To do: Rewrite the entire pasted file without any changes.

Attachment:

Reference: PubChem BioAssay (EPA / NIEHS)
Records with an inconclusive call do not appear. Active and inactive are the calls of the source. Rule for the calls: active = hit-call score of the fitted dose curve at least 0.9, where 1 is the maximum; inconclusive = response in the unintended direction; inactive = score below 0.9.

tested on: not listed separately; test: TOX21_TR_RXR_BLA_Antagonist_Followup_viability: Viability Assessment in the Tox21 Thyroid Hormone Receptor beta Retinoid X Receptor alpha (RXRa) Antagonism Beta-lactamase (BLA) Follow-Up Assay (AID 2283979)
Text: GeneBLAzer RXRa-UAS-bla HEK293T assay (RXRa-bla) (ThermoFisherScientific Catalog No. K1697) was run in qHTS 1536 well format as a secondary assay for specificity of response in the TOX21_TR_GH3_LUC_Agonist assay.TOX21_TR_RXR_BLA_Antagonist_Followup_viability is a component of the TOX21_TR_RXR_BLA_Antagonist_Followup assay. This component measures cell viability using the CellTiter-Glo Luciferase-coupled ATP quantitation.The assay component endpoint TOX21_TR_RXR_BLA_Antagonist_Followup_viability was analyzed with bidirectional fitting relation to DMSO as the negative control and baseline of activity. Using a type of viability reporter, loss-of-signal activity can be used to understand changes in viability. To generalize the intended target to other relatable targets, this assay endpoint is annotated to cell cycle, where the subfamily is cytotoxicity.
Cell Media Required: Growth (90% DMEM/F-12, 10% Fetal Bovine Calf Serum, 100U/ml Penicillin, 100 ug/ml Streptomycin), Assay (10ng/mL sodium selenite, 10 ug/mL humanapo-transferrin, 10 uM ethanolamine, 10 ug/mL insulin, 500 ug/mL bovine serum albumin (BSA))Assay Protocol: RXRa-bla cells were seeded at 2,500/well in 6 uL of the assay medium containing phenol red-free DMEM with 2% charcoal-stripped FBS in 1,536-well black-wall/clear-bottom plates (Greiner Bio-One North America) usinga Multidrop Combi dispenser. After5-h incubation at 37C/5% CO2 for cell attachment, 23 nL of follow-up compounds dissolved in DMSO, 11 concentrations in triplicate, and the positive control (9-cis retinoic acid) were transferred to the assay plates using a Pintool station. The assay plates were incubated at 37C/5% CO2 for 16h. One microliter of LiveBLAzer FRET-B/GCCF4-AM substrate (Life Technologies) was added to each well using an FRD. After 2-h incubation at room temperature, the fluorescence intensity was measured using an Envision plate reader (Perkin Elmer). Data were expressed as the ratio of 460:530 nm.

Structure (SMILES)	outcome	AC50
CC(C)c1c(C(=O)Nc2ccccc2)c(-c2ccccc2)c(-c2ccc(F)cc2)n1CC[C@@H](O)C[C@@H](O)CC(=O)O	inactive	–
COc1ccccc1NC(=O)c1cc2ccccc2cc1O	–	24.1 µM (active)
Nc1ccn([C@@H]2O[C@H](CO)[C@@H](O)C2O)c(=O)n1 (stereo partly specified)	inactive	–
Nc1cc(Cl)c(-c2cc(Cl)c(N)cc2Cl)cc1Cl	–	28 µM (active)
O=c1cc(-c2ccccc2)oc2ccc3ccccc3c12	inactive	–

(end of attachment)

Reference: PubChem BioAssay (EPA / NIEHS)
Records with an inconclusive call do not appear. Active and inactive are the calls of the source. Rule for the calls: active = hit-call score of the fitted dose curve at least 0.9, where 1 is the maximum; inconclusive = response in the unintended direction; inactive = score below 0.9.

tested on: not listed separately; test: TOX21_TR_RXR_BLA_Antagonist_Followup_viability: Viability Assessment in the Tox21 Thyroid Hormone Receptor beta Retinoid X Receptor alpha (RXRa) Antagonism Beta-lactamase (BLA) Follow-Up Assay (AID 2283979)
Text: GeneBLAzer RXRa-UAS-bla HEK293T assay (RXRa-bla) (ThermoFisherScientific Catalog No. K1697) was run in qHTS 1536 well format as a secondary assay for specificity of response in the TOX21_TR_GH3_LUC_Agonist assay.TOX21_TR_RXR_BLA_Antagonist_Followup_viability is a component of the TOX21_TR_RXR_BLA_Antagonist_Followup assay. This component measures cell viability using the CellTiter-Glo Luciferase-coupled ATP quantitation.The assay component endpoint TOX21_TR_RXR_BLA_Antagonist_Followup_viability was analyzed with bidirectional fitting relation to DMSO as the negative control and baseline of activity. Using a type of viability reporter, loss-of-signal activity can be used to understand changes in viability. To generalize the intended target to other relatable targets, this assay endpoint is annotated to cell cycle, where the subfamily is cytotoxicity.
Cell Media Required: Growth (90% DMEM/F-12, 10% Fetal Bovine Calf Serum, 100U/ml Penicillin, 100 ug/ml Streptomycin), Assay (10ng/mL sodium selenite, 10 ug/mL humanapo-transferrin, 10 uM ethanolamine, 10 ug/mL insulin, 500 ug/mL bovine serum albumin (BSA))Assay Protocol: RXRa-bla cells were seeded at 2,500/well in 6 uL of the assay medium containing phenol red-free DMEM with 2% charcoal-stripped FBS in 1,536-well black-wall/clear-bottom plates (Greiner Bio-One North America) usinga Multidrop Combi dispenser. After5-h incubation at 37C/5% CO2 for cell attachment, 23 nL of follow-up compounds dissolved in DMSO, 11 concentrations in triplicate, and the positive control (9-cis retinoic acid) were transferred to the assay plates using a Pintool station. The assay plates were incubated at 37C/5% CO2 for 16h. One microliter of LiveBLAzer FRET-B/GCCF4-AM substrate (Life Technologies) was added to each well using an FRD. After 2-h incubation at room temperature, the fluorescence intensity was measured using an Envision plate reader (Perkin Elmer). Data were expressed as the ratio of 460:530 nm.

Structure (SMILES)	outcome	AC50
CC(C)c1c(C(=O)Nc2ccccc2)c(-c2ccccc2)c(-c2ccc(F)cc2)n1CC[C@@H](O)C[C@@H](O)CC(=O)O	inactive	–
COc1ccccc1NC(=O)c1cc2ccccc2cc1O	–	24.1 µM (active)
Nc1ccn([C@@H]2O[C@H](CO)[C@@H](O)C2O)c(=O)n1 (stereo partly specified)	inactive	–
Nc1cc(Cl)c(-c2cc(Cl)c(N)cc2Cl)cc1Cl	–	28 µM (active)
O=c1cc(-c2ccccc2)oc2ccc3ccccc3c12	inactive	–